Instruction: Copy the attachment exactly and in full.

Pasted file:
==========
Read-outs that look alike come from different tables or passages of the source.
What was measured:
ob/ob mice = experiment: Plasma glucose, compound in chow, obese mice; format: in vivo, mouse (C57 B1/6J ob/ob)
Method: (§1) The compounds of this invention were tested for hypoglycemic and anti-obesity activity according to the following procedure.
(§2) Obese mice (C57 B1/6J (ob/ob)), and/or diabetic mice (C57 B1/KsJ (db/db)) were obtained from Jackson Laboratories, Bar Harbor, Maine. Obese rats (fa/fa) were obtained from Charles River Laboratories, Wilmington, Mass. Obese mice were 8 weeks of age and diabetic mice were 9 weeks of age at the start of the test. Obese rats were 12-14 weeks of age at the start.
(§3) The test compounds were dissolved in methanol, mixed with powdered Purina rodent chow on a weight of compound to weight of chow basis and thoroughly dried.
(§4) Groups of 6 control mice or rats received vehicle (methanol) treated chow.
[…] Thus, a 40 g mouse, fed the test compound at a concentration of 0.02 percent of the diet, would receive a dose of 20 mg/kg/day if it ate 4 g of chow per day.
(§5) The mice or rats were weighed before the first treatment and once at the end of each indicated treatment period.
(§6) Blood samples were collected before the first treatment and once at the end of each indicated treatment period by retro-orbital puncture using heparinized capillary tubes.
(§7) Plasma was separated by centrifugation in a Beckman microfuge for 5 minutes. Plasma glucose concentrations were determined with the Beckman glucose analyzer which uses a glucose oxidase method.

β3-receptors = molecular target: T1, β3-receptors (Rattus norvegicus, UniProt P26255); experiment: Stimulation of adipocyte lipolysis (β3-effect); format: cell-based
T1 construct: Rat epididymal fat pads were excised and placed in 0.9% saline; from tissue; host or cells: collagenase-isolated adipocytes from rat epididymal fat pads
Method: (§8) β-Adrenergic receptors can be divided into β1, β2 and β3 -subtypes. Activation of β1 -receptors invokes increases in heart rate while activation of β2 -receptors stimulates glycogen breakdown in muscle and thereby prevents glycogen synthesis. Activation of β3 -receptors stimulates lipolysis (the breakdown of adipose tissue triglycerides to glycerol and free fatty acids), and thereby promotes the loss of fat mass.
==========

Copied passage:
Read-outs that look alike come from different tables or passages of the source.
What was measured:
ob/ob mice = experiment: Plasma glucose, compound in chow, obese mice; format: in vivo, mouse (C57 B1/6J ob/ob)
Method: (§1) The compounds of this invention were tested for hypoglycemic and anti-obesity activity according to the following procedure.
(§2) Obese mice (C57 B1/6J (ob/ob)), and/or diabetic mice (C57 B1/KsJ (db/db)) were obtained from Jackson Laboratories, Bar Harbor, Maine. Obese rats (fa/fa) were obtained from Charles River Laboratories, Wilmington, Mass. Obese mice were 8 weeks of age and diabetic mice were 9 weeks of age at the start of the test. Obese rats were 12-14 weeks of age at the start.
(§3) The test compounds were dissolved in methanol, mixed with powdered Purina rodent chow on a weight of compound to weight of chow basis and thoroughly dried.
(§4) Groups of 6 control mice or rats received vehicle (methanol) treated chow.
[…] Thus, a 40 g mouse, fed the test compound at a concentration of 0.02 percent of the diet, would receive a dose of 20 mg/kg/day if it ate 4 g of chow per day.
(§5) The mice or rats were weighed before the first treatment and once at the end of each indicated treatment period.
(§6) Blood samples were collected before the first treatment and once at the end of each indicated treatment period by retro-orbital puncture using heparinized capillary tubes.
(§7) Plasma was separated by centrifugation in a Beckman microfuge for 5 minutes. Plasma glucose concentrations were determined with the Beckman glucose analyzer which uses a glucose oxidase method.

β3-receptors = molecular target: T1, β3-receptors (Rattus norvegicus, UniProt P26255); experiment: Stimulation of adipocyte lipolysis (β3-effect); format: cell-based
T1 construct: Rat epididymal fat pads were excised and placed in 0.9% saline; from tissue; host or cells: collagenase-isolated adipocytes from rat epididymal fat pads
Method: (§8) β-Adrenergic receptors can be divided into β1, β2 and β3 -subtypes. Activation of β1 -receptors invokes increases in heart rate while activation of β2 -receptors stimulates glycogen breakdown in muscle and thereby prevents glycogen synthesis. Activation of β3 -receptors stimulates lipolysis (the breakdown of adipose tissue triglycerides to glycerol and free fatty acids), and thereby promotes the loss of fat mass.